To take a train north from Malmö in mid-October is a little like boarding a time machine, accelerating into the oncoming autumn. At the outset, the deciduous trees are only lightly touched with reds and russets, but with every mile travelled they blaze into orange and yellow, and later the ochres and burnt umbers of the winter that has yet to reach the south. Today an overcast that started somewhere near Kalmar emphasises this prophecy of the dark months to come; Malmö is far from the perpetual darknesses of the far north, but my city tends, as if to compensate, to a cloudy shroud that will likely last through to late March in the year to come, by which time I will be unconsciously awaiting that first moment when, walking east toward Möllevången, the spring sun kisses the top edge of the buildings above me, and I recall that there is colour in the world.
Summer is my season—and saying so earns smiles and laughs from Swedes and non-Swedes alike, because why move to Scandinavia if dry days in the upper twenties Centigrade are your thing? But Skåne, I tell them, has had plenty of those days in the few years I’ve been here, and will likely get more in the years to come. I’m trying to shed the guilt that attaches itself to finding any upside to the climate crisis; I firmly believe that, if we refuse to allow ourselves to enjoy anything, we will never adapt, never get to grips with the downsides. But this is hard: a hairshirt nostalgia for something irretrievable is baked deep in climate discourse, and may soon become more of an obstacle than denialism ever was.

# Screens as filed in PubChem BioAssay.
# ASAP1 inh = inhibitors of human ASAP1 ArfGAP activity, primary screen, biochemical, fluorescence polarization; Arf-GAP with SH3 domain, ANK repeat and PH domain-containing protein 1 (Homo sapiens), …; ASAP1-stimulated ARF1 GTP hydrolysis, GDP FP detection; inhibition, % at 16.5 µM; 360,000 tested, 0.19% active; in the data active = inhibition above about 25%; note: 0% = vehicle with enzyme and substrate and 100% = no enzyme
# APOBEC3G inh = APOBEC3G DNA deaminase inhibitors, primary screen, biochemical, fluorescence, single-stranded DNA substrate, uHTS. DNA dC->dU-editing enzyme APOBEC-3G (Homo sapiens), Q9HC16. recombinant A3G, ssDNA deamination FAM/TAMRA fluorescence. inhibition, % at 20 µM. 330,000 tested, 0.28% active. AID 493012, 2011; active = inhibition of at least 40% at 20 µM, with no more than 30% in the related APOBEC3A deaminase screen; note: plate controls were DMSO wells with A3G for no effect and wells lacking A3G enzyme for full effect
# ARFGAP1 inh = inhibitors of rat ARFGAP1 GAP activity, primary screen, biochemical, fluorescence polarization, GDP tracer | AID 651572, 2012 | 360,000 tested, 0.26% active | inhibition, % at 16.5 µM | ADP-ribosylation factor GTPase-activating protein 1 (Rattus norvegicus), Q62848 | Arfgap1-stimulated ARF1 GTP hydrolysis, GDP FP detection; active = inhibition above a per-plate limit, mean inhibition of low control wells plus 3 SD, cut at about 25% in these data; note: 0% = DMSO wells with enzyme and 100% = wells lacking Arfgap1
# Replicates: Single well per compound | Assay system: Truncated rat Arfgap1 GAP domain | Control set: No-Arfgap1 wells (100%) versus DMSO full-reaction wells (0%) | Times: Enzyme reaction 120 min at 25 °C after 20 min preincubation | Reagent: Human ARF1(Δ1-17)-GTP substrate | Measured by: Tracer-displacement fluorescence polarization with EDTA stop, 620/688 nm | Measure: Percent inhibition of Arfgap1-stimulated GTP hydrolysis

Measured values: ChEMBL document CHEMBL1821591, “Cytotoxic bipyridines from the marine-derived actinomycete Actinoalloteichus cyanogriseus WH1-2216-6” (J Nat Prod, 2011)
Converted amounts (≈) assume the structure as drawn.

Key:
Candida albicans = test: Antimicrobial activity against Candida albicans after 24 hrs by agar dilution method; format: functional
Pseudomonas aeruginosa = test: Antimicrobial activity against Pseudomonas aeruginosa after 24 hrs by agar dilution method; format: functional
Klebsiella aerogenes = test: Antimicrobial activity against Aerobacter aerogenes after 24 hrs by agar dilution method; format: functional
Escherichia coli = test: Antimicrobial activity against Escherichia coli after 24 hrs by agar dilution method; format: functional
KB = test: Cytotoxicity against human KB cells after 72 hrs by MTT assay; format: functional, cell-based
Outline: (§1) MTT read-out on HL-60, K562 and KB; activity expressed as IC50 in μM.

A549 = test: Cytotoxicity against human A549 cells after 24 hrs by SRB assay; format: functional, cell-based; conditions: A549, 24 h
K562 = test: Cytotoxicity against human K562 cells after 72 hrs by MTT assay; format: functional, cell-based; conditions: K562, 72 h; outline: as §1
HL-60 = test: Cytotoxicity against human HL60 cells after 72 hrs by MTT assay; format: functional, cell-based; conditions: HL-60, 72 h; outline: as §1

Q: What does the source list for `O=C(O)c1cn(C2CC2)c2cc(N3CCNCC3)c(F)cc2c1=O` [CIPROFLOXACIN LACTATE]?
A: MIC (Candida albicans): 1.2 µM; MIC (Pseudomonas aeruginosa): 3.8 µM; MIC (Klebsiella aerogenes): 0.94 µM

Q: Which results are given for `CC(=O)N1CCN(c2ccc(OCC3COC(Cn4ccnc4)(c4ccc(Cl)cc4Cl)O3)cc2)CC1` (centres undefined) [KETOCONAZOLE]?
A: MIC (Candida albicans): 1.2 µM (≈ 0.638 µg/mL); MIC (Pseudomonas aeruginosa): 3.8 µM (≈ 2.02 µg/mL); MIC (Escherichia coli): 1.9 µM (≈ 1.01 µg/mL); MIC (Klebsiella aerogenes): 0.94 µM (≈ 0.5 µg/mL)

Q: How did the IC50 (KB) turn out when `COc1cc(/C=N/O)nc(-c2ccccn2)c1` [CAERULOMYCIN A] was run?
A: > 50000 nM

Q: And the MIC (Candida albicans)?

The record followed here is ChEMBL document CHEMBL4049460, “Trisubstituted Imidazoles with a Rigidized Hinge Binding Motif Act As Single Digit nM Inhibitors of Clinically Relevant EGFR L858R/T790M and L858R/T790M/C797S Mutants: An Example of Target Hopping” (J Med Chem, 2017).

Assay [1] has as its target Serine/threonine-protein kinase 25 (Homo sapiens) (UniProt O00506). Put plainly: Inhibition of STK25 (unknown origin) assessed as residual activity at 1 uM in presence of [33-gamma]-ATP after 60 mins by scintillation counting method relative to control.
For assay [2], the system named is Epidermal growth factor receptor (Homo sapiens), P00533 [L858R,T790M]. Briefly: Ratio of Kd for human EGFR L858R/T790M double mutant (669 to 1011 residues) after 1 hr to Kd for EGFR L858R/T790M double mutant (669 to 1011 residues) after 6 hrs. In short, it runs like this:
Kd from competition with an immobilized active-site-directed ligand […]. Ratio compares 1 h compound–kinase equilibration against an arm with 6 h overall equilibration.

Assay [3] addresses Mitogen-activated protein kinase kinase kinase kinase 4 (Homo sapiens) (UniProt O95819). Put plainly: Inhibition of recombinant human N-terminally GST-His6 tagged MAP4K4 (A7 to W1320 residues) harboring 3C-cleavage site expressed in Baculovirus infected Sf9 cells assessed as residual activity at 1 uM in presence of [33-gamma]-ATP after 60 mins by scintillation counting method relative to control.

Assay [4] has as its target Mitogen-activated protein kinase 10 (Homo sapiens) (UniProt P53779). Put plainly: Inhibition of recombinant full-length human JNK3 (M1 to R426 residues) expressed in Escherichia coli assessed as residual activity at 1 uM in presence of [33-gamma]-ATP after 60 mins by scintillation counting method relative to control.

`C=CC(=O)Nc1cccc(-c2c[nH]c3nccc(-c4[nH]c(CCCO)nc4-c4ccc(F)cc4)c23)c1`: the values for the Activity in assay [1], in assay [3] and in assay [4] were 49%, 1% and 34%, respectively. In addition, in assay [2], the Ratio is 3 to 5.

Yes, summer is my season—and as such, autumn always felt like the fall that it is also known as: the fall into darkness and cold, the fall into the trough of the year. But since moving here—perhaps because it’s easier for me to get beyond the city than it was for most of my adult life, and I thus get to follow the slow-motion fireworks of the trees in a way I likely haven’t for three decades or so—I am learning to like the autumn, even if I know I’ll never love it. As I shamble into middle age, the autumning of my own life, perhaps I see at last something necessary in its inevitability. I wonder if we’ve parsed the Platonists too plainly: the circle is the purest form because the cycle is the form of all forms, the wheel within which all other wheels must turn.
This is autumn, my autumn, our autumn, because without autumn there can be no spring. Does the tree now redding, yellowing, browning see itself in the spring to come, or does the tree that bursts in green delight six months hence believe itself to be a whole new tree?
Perhaps it’s both. Perhaps that’s the lesson of trees.